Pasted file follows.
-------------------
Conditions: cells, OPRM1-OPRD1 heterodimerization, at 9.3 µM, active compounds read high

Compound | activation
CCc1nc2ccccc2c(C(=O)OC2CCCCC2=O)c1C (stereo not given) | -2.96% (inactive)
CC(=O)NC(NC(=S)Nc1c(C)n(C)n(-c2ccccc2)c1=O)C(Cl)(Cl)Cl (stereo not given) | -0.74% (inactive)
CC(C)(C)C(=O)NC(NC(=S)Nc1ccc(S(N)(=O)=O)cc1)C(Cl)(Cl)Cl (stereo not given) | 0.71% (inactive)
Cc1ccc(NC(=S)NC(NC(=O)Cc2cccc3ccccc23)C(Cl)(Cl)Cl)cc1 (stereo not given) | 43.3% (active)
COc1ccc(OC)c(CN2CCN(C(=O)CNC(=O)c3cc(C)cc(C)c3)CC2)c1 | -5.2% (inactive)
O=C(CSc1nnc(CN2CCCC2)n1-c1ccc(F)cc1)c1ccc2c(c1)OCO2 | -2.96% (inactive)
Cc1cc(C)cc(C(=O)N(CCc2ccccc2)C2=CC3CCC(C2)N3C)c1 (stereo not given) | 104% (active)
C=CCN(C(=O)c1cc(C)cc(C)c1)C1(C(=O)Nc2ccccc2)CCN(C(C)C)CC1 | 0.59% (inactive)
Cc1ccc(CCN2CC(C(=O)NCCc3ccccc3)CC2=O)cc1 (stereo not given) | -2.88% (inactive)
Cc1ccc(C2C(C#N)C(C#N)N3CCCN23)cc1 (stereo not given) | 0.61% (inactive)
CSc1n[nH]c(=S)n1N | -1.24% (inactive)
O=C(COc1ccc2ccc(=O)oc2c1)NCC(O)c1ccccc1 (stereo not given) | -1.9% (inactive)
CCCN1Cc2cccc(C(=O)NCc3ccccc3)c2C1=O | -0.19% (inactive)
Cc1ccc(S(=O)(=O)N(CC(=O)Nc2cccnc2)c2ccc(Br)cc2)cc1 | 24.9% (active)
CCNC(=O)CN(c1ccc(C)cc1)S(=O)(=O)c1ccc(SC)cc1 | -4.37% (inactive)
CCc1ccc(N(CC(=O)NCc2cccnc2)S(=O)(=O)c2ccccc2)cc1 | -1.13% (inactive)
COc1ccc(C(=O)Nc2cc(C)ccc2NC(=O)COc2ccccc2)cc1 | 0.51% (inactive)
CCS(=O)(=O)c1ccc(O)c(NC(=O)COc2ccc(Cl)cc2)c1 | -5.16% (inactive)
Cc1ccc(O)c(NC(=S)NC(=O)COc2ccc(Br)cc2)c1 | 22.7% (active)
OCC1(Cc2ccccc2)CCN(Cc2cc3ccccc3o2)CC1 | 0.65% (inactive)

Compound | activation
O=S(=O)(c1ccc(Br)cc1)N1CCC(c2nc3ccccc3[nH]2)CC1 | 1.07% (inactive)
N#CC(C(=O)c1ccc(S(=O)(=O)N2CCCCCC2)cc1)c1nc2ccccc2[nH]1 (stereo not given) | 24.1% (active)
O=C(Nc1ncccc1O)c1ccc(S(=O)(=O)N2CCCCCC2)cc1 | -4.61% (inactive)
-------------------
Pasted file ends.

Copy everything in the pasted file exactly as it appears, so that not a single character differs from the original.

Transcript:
Conditions: cells, OPRM1-OPRD1 heterodimerization, at 9.3 µM, active compounds read high

Compound | activation
CCc1nc2ccccc2c(C(=O)OC2CCCCC2=O)c1C (stereo not given) | -2.96% (inactive)
CC(=O)NC(NC(=S)Nc1c(C)n(C)n(-c2ccccc2)c1=O)C(Cl)(Cl)Cl (stereo not given) | -0.74% (inactive)
CC(C)(C)C(=O)NC(NC(=S)Nc1ccc(S(N)(=O)=O)cc1)C(Cl)(Cl)Cl (stereo not given) | 0.71% (inactive)
Cc1ccc(NC(=S)NC(NC(=O)Cc2cccc3ccccc23)C(Cl)(Cl)Cl)cc1 (stereo not given) | 43.3% (active)
COc1ccc(OC)c(CN2CCN(C(=O)CNC(=O)c3cc(C)cc(C)c3)CC2)c1 | -5.2% (inactive)
O=C(CSc1nnc(CN2CCCC2)n1-c1ccc(F)cc1)c1ccc2c(c1)OCO2 | -2.96% (inactive)
Cc1cc(C)cc(C(=O)N(CCc2ccccc2)C2=CC3CCC(C2)N3C)c1 (stereo not given) | 104% (active)
C=CCN(C(=O)c1cc(C)cc(C)c1)C1(C(=O)Nc2ccccc2)CCN(C(C)C)CC1 | 0.59% (inactive)
Cc1ccc(CCN2CC(C(=O)NCCc3ccccc3)CC2=O)cc1 (stereo not given) | -2.88% (inactive)
Cc1ccc(C2C(C#N)C(C#N)N3CCCN23)cc1 (stereo not given) | 0.61% (inactive)
CSc1n[nH]c(=S)n1N | -1.24% (inactive)
O=C(COc1ccc2ccc(=O)oc2c1)NCC(O)c1ccccc1 (stereo not given) | -1.9% (inactive)
CCCN1Cc2cccc(C(=O)NCc3ccccc3)c2C1=O | -0.19% (inactive)
Cc1ccc(S(=O)(=O)N(CC(=O)Nc2cccnc2)c2ccc(Br)cc2)cc1 | 24.9% (active)
CCNC(=O)CN(c1ccc(C)cc1)S(=O)(=O)c1ccc(SC)cc1 | -4.37% (inactive)
CCc1ccc(N(CC(=O)NCc2cccnc2)S(=O)(=O)c2ccccc2)cc1 | -1.13% (inactive)
COc1ccc(C(=O)Nc2cc(C)ccc2NC(=O)COc2ccccc2)cc1 | 0.51% (inactive)
CCS(=O)(=O)c1ccc(O)c(NC(=O)COc2ccc(Cl)cc2)c1 | -5.16% (inactive)
Cc1ccc(O)c(NC(=S)NC(=O)COc2ccc(Br)cc2)c1 | 22.7% (active)
OCC1(Cc2ccccc2)CCN(Cc2cc3ccccc3o2)CC1 | 0.65% (inactive)

Compound | activation
O=S(=O)(c1ccc(Br)cc1)N1CCC(c2nc3ccccc3[nH]2)CC1 | 1.07% (inactive)
N#CC(C(=O)c1ccc(S(=O)(=O)N2CCCCCC2)cc1)c1nc2ccccc2[nH]1 (stereo not given) | 24.1% (active)
O=C(Nc1ncccc1O)c1ccc(S(=O)(=O)N2CCCCCC2)cc1 | -4.61% (inactive)